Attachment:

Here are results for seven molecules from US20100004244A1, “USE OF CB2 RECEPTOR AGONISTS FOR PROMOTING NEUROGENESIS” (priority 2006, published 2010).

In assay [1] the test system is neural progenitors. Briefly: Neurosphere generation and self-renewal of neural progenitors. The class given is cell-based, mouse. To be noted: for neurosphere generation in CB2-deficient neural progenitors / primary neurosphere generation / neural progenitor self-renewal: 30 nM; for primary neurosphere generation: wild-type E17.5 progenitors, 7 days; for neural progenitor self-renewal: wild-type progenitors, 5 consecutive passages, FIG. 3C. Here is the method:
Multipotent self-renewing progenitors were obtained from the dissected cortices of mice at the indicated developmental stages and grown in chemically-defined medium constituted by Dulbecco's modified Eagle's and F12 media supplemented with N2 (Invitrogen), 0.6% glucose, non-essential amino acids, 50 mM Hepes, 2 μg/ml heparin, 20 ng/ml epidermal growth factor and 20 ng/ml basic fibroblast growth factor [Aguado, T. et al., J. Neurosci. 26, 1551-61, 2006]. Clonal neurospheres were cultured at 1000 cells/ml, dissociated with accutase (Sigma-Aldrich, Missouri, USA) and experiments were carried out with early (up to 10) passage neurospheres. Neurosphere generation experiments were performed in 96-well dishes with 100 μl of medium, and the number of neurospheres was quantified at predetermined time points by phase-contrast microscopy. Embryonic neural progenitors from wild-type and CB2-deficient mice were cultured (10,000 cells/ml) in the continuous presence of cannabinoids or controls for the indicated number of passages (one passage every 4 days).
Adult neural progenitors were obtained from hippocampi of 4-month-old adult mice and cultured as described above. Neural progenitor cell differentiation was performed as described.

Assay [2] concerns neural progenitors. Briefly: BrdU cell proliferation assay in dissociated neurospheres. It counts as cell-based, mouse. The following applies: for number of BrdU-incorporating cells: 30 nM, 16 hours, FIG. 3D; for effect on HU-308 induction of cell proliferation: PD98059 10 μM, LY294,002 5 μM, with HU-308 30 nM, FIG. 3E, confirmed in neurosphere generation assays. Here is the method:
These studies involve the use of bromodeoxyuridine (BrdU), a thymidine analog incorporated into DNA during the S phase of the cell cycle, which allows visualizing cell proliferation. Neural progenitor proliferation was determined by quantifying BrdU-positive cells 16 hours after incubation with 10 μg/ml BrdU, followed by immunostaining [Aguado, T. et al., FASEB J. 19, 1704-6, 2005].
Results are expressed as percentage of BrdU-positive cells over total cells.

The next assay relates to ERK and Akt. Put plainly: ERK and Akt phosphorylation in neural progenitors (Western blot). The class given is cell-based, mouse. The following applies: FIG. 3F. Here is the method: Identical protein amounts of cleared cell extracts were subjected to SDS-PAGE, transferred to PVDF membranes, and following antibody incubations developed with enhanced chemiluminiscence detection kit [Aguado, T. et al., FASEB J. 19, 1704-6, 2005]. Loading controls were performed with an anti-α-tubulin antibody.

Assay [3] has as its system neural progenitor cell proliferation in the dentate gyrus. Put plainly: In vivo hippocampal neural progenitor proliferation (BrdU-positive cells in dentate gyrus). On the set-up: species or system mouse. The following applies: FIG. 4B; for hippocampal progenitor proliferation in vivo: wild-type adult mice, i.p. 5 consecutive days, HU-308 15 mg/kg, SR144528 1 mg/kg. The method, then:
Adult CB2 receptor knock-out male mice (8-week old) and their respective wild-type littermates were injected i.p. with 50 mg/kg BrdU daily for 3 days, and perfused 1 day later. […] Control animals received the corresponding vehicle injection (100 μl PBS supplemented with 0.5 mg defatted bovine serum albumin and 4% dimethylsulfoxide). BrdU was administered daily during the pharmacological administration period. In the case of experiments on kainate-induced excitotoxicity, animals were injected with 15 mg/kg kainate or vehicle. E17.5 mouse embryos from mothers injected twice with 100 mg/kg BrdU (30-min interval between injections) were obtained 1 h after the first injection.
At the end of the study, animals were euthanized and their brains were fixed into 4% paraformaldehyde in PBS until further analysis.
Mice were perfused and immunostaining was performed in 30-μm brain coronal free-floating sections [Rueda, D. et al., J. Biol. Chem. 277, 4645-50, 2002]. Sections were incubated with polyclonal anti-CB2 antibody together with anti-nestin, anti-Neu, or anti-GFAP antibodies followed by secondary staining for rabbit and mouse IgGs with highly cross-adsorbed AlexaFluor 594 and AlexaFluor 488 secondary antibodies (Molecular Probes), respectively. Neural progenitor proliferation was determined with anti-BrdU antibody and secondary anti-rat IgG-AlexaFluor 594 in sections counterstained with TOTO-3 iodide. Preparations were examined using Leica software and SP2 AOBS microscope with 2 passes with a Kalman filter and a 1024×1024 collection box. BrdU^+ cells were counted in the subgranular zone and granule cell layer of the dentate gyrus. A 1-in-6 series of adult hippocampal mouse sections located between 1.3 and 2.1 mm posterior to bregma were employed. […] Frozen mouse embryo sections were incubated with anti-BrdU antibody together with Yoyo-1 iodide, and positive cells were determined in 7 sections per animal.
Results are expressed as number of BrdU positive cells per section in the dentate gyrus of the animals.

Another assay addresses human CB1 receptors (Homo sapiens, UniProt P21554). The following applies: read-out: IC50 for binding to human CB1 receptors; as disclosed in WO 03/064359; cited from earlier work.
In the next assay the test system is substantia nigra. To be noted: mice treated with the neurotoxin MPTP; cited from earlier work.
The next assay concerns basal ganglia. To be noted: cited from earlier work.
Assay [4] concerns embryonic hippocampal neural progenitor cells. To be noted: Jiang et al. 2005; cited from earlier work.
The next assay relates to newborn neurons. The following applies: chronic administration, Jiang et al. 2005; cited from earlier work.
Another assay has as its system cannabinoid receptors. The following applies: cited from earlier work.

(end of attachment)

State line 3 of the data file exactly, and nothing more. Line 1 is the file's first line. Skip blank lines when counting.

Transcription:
Multipotent self-renewing progenitors were obtained from the dissected cortices of mice at the indicated developmental stages and grown in chemically-defined medium constituted by Dulbecco's modified Eagle's and F12 media supplemented with N2 (Invitrogen), 0.6% glucose, non-essential amino acids, 50 mM Hepes, 2 μg/ml heparin, 20 ng/ml epidermal growth factor and 20 ng/ml basic fibroblast growth factor [Aguado, T. et al., J. Neurosci. 26, 1551-61, 2006]. Clonal neurospheres were cultured at 1000 cells/ml, dissociated with accutase (Sigma-Aldrich, Missouri, USA) and experiments were carried out with early (up to 10) passage neurospheres. Neurosphere generation experiments were performed in 96-well dishes with 100 μl of medium, and the number of neurospheres was quantified at predetermined time points by phase-contrast microscopy. Embryonic neural progenitors from wild-type and CB2-deficient mice were cultured (10,000 cells/ml) in the continuous presence of cannabinoids or controls for the indicated number of passages (one passage every 4 days).